Home » Jazz Articles » Album Review » JD Allen: Love Stone


JD Allen: Love Stone


Sign in to view read count
JD Allen: Love Stone
Beneath this tough tenor's exterior rests the most tender of spirits. If you need evidence, just spend some time with Love Stone.

After carving out his rightful place at the apex with a series of brilliant piano-less trio outings focused on pithy originals, saxophonist JD Allen recently felt the winds of change in his horn and his habits. He reached a conclusion that originality may sit not in the song's architect but in its possessor, and he came to an understanding that the most outside experiences may actually be connected to the greatest acts of looking inward. So rather than cast his own pen in a new light again, Allen took to the challenge of investing his strong-willed spirit into a series of time-tested ballads. The results are simply breathtaking.

Working with his acclaimed trio—featuring bassist Gregg August and drummer Rudy Royston—and rounding out the group with guitarist Liberty Ellman, Allen explores nine vintage titles. He cuts right to the heart—both of song and receiver—while remaining true to himself in the process. Perhaps his success in navigating these chestnuts is related to his deep immersion in their lyrics. Or maybe it's just a reflection of his signature directness.

Opening with a flowing "Stranger Of Paradise" that, at just over six minutes, stands as the album's longest track, Allen proves that sensitivity buoyed by strength may be the best salve to heal what ails us today and always. The eight tracks that follow continue to make that point without ever treading over flattened ground. With masterful use of space, suggestion, and, of course, sound, Allen and company deliver one masterpiece after another—an "Until The Real Thing Comes Along" with an after-hours vibe, a "Put On A Happy Face" with a wide beat and artfully incisive Allen and Ellman statements, a "Someday (You'll Want Me To Want You)" that's the musical embodiment of downcast beauty, and a handful of others. There's not a wasted second from start to finish on Love Stone. To say this is a consequential recording would be truth framed in understatement; to call it essential would be far more accurate.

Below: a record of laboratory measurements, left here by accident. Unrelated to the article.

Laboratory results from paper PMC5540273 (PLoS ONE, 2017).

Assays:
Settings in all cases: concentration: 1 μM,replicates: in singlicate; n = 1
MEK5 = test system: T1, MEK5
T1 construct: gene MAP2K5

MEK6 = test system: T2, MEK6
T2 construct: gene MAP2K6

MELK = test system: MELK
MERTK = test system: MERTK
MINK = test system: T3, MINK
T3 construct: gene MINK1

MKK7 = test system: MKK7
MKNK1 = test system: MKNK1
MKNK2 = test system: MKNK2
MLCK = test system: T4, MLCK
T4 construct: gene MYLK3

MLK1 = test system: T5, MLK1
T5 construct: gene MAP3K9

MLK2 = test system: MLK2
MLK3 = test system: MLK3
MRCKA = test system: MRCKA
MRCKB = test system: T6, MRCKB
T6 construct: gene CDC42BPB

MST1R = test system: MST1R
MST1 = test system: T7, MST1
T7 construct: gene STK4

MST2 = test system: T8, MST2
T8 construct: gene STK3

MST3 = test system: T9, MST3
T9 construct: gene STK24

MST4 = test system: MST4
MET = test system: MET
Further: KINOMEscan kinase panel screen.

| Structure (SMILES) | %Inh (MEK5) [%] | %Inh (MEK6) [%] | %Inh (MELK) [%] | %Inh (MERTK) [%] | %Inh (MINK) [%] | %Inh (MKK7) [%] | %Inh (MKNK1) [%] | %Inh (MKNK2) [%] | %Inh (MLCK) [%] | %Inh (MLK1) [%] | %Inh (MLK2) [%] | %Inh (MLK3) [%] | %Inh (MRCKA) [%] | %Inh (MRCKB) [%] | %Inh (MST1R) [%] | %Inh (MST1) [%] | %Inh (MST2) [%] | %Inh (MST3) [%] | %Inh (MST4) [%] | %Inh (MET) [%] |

Track Listing

Stranger in Paradise; Until the Real Thing Comes Along; Why Was I Born?; You're My Thrill; Come All Ye Fair and Tender Ladies; Put on a Happy Face; Prisoner of Love; Someday (You'll Want Me to Want You); Gone With the Wind.


JD Allen
saxophone, tenor

JD Allen: tenor saxophone, Liberty Ellman: guitar; Gregg August: bass; Rudy Royston: drums.

Album information

Title: Love Stone | Year Released: 2018 | Record Label: Savant Records

< Previous
Alive In The East?

Next >
Empty Castles



For the Love of Jazz
Get the Jazz Near You newsletter All About Jazz has been a pillar of jazz since 1995, championing it as an art form and, more importantly, supporting the musicians who create it. Our enduring commitment has made "AAJ" one of the most culturally important websites of its kind, read by hundreds of thousands of fans, musicians and industry figures every month.

You Can Help
To expand our coverage even further and develop new means to foster jazz discovery and connectivity we need your help. You can become a sustaining member for a modest $20 and in return, we'll immediately hide those pesky ads plus provide access to future articles for a full year. This winning combination will vastly improve your AAJ experience and allow us to vigorously build on the pioneering work we first started in 1995. So enjoy an ad-free AAJ experience and help us remain a positive beacon for jazz by making a donation today.


Where Did You Go?
Sandman Project
Moritz Stahl
The Cold Arrow
Gregorio / Smith / Bryerton
Nicole McCabe


Get more of a good thing!

Our weekly newsletter highlights our top stories, our special offers, and upcoming jazz events near you.